‘Úti vill jól drekka,         ef skal einn ráða,
fylkir inn framlyndi,         ok Freys leik heyja.
Ungr leiddisk eldvelli         ok inni at sitja,
varma dyngju         eða vǫttu dúns fulla.

‘Inn framlyndi fylkir vill drekka jól úti, ef einn skal ráða, ok heyja {leik Freys}. Ungr leiddisk eldvelli ok at sitja inni, varma dyngju eða vǫttu fulla dúns.

The courageous leader wants to toast the Yuletide out at sea, if he alone has his way, and practise {the sport of Freyr <god>} [BATTLE]. [When] young he grew tired of cooking by the fire and sitting indoors, of a warm women’s chamber and of mittens filled with down.

Mss: (60r-v), F(10va), J1ˣ(33v), J2ˣ(34r-v) (Hkr); 51ˣ(2r), FskBˣ(2v-3r), 302ˣ(3r-4v), FskAˣ(8), 52ˣ(3v), 301ˣ(3v) (Fsk)

Readings: [1] drekka: dreka J1ˣ    [4] heyja: heygja J1ˣ, heyja corrected from hefja 51ˣ, 302ˣ, hefja FskBˣ, FskAˣ    [5] leiddisk: ‘læiddz’ J1ˣ;    ‑velli: vísi F, ‑pelli FskBˣ    [6] ok: eða J1ˣ, J2ˣ;    at: om. J1ˣ, J2ˣ, 51ˣ, FskBˣ, 302ˣ    [8] fulla: ‘fula’ FskBˣ

Editions: Skj: Þórbjǫrn hornklofi, 2. Haraldskvæði (Hrafnsmál) 6: AI, 25, BI, 22-3, Skald I, 14; Hkr 1777-1826, I, 92, VI, 16, Hkr 1868, 60, Hkr 1893-1901, I, 120, IV, 32, ÍF 26, 112, Hkr 1991, I, 68 (HHárf ch. 15/16), F 1871, 47; Fsk 1902-3, 8-9, ÍF 29, 61 (ch. 2); Möbius 1860, 228-9, Jón Helgason 1946, 136-7, Jón Helgason 1968, 16-17.

Context: In Fsk, as for st. 1. In Hkr, the stanza is offered in support of an account of how Haraldr over the course of a winter regained control of Vingulmǫrk (in Viken) and harried in Ranríki (Bohuslän).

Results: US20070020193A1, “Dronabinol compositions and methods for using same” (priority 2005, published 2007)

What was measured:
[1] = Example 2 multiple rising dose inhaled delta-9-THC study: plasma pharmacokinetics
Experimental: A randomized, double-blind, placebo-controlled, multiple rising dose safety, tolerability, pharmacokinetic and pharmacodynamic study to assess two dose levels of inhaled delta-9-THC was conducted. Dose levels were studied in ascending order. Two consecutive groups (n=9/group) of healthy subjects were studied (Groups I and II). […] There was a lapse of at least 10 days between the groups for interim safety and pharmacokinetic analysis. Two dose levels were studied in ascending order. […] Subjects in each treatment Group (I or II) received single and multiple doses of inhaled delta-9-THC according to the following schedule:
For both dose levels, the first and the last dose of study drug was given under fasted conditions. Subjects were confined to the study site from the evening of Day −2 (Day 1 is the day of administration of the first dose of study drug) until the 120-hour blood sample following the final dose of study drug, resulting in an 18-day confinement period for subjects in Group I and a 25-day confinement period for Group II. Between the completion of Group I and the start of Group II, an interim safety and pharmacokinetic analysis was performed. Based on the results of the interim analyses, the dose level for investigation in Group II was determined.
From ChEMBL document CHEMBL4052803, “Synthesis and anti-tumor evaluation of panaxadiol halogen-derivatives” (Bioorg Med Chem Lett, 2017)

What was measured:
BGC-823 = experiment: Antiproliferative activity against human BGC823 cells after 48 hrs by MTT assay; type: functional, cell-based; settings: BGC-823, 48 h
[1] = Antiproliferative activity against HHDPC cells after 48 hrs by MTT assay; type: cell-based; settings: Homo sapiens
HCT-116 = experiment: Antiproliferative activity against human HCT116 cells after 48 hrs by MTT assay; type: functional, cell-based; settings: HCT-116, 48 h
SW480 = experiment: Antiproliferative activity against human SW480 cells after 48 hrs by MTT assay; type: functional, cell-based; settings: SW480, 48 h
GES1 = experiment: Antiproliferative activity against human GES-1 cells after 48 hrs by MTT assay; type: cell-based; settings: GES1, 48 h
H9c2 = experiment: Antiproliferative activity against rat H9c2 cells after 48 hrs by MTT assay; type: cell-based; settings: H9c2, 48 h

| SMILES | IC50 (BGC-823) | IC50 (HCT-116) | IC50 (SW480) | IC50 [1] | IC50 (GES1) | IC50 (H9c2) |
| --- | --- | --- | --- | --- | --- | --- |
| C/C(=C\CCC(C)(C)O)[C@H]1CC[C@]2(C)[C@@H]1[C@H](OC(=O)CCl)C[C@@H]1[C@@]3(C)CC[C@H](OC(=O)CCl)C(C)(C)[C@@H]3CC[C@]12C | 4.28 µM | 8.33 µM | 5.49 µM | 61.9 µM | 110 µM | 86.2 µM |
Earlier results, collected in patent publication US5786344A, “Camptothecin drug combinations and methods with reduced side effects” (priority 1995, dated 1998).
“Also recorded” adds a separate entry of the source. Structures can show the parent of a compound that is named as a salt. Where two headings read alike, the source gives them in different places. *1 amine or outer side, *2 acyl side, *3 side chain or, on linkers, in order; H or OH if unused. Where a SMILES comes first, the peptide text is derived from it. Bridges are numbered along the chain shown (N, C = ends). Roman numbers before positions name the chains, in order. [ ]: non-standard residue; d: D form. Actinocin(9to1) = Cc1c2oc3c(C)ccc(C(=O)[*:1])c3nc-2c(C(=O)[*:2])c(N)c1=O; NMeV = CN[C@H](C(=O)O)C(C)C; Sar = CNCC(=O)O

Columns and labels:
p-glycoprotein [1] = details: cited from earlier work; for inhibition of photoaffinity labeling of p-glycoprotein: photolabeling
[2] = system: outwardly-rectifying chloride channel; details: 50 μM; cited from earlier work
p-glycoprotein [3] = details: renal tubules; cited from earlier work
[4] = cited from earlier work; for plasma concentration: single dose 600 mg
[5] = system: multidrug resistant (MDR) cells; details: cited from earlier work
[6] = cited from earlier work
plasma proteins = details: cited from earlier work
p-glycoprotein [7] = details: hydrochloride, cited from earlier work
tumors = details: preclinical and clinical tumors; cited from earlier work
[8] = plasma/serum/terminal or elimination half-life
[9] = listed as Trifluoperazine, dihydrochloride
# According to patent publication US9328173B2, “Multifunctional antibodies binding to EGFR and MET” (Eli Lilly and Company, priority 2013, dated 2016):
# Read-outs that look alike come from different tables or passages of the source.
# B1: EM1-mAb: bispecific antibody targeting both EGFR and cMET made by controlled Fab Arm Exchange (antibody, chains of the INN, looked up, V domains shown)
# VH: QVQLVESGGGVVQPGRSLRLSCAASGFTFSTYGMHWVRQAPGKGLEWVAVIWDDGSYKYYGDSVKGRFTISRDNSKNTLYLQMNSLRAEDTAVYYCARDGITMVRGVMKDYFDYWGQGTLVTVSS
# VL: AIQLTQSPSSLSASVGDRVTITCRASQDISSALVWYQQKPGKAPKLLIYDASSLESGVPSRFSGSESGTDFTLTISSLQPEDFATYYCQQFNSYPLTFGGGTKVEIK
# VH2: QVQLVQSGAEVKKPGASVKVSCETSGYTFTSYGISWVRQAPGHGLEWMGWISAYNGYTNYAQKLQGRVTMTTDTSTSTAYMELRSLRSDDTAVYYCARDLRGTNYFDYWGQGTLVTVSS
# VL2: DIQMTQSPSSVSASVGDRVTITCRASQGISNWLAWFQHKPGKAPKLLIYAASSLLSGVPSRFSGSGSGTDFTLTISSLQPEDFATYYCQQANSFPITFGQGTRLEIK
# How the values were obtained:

Notes: [4] leik Freys ‘the sport of Freyr <god> [BATTLE]’: Snorri apparently understood the kenning to mean ‘battle’, given that he cites the stanza in evidence of Haraldr’s war-making over the winter. Since Freyr is not generally known as a god of war but rather of fertility, it has been suggested (by Ólafur Briem: see ÍF 26, 112) that this may instead refer to some fertility rite associated with Yule. Yet leikr is not otherwise known to have the meaning ‘sacrifice, offering’ that its cognate OE lāc may have. Toasts were, however, drunk to Óðinn, Njǫrðr and Freyr at Yule, as observed in Hkr (ÍF 26, 168). Hkr 1991 suggests as an alternative that ‘Freyr’s sport’ is love, but this would seem to contradict the point of the stanza, which is that Haraldr has never cared for ease and pleasure. — [5] ungr ‘[when] young’: Sueti (1884, 26) would delete ungr on metrical grounds; cf. Sievers (1879, 296). — [5] eldvelli ‘cooking by the fire’: The translation (so ÍF 26; Hkr 1991) is a conjecture, as velli (presumably n. acc. sg.) is otherwise unattested (cf. vella f. ‘boiling heat’), and the resulting cpd is unusual. It is not clear whether the word refers to cooking food or warming oneself by the fire. Jón Helgason (1946, 136) suggests that the word could refer to a vessel for boiling meat, so that the passage would mean that Haraldr spurned the comfort of cooked food (cf. HHund II 7-9).

Runic data from Samnordisk runtextdatabas, Uppsala universitet, unless otherwise stated